Spider Village & Ladybug Land

When I was little I was deathly afraid of spiders.  So much so, that when I found a big ugly one on me in the night (circa 1983), I moved into my sister’s bedroom and slept on her floor for a whole month.  And no, it wasn’t the least bit comfortable.

As I’ve aged I’ve gotten past the terror a spider can induce.  I’ve matured.  I’ve come to realize that spiders are small creatures who for the most part mean us no harm.  We are the scary big monsters THEY cower in fear from and try to avoid.  Part of this is hogwash, I know, part is rationalization.  But for the most part it works.  I can calmly shoo a spider away when need be – or even catch it gently in a cup, paper pressed against the opening, to escort it outside.  I never kill spiders – they have their purpose after all, and I much prefer them to the biting insects they call food.

Anyway, the reason I am sharing this is b/c I spend a goodly portion of each day tending to a fire which consumes vast quantities of wood.  I wrote about this whole wood situation before (feel free to refresh your memories here).  We keep most of our wood stacked outside, but weekly my husband & I must bring in a new stash for burning.  This wood is home to many, many spiders.  For safety (and peace of mind) I wear protective leather work gloves while shifting wood, lest I get bitten by a startled arachnid.  But I can’t get past the paranoid fear that one day I will encounter a brown recluse and wind up losing an arm.

I know this is paranoia at its best.  These little spiders are terrified of me, stomping around in my heavy snow boots, cursing audibly with each heaving wheelbarrow of wood.  But it remains so firmly planted in my psyche that any time I get a tiny unexplained cut on my hand, I watch it the same way an underpaid office worker watches the clock.  I check it 60 times an hour, just waiting for it to change. IS IT GETTING BIGGER??  IT’S LOOKING BIGGER!! IS IT BUBBLING??!!

All of this is nonsense, of course.  I scratched my hand sweeping up debris from the floor, or caught it on [insert whatever it was] but the fear remains.  It doesn’t help that all this firewood we haul inside is stored in the hearth in our kitchen.  The room in which I spend most of my time.  And now that this firewood is stacked inside the warm & pleasant walls of our heated home, the formerly hibernating army of spiders living inside said wood is now WAKING UP.  And converting my kitchen into their Spider Village.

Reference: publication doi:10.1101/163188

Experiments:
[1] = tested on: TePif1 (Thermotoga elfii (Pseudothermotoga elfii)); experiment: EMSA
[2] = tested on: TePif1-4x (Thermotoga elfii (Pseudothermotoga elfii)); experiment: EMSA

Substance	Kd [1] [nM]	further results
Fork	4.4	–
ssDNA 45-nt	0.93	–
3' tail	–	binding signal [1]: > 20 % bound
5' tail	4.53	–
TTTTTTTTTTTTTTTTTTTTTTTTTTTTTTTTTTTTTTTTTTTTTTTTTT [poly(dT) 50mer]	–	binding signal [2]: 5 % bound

In the changing light you see them.  The vast network of spiderwebs dangling above our heads, crisscrossing the room from the windows to the doors.  I’ve lost track of how many times I’ve been standing at the island, chopping or kneading or simply going about my business, only to look up and find a spider dangling inches from my face.  Looking at me as if to say, “What’s for Dinner?”

For the most part I don’t mind living amongst so many many-leggeds.  Sure a few of them are HUGE (we’re talking inches) but for the most part they’re very small.  And they do in fact seem to be helping us with the bugs.  Not that you’d expect a home in the dead winter of Maine to have an insect issue, but for some odd reason we do have them.  Not gross ones, no cockroaches or big scary beetles or anything.  No, we have ladybugs.

We noticed them right after we moved in.  It was hard not to, seeing as they’d taken over our attic.  At some point in the course of The Dole House’s long and illustrious history, these ladybugs took up residence and now, 600 generations later, we’re still sheltering their kin.  It was odd at first, finding we had so much company.  But over the past (almost) 18 months, we’ve gotten used to each other.  We no longer think it strange, the small piles of expired ladybugs trapped between the window frames and storms.  The ladybug corpses littering the window sills (which must be dusted periodically) or the occasional ladybug you find clutching onto a curtain.  For some reason, our younger daughter’s bedroom seems to be the ladybugs favorite room in the house.  Ladybug Land.  Our little girl spends her nights counting the tiny red dots on her ceiling, watching them weave their way from point to point.  They’re sweet really.  Perhaps if you look carefully you’ll find another world living inside your home, too.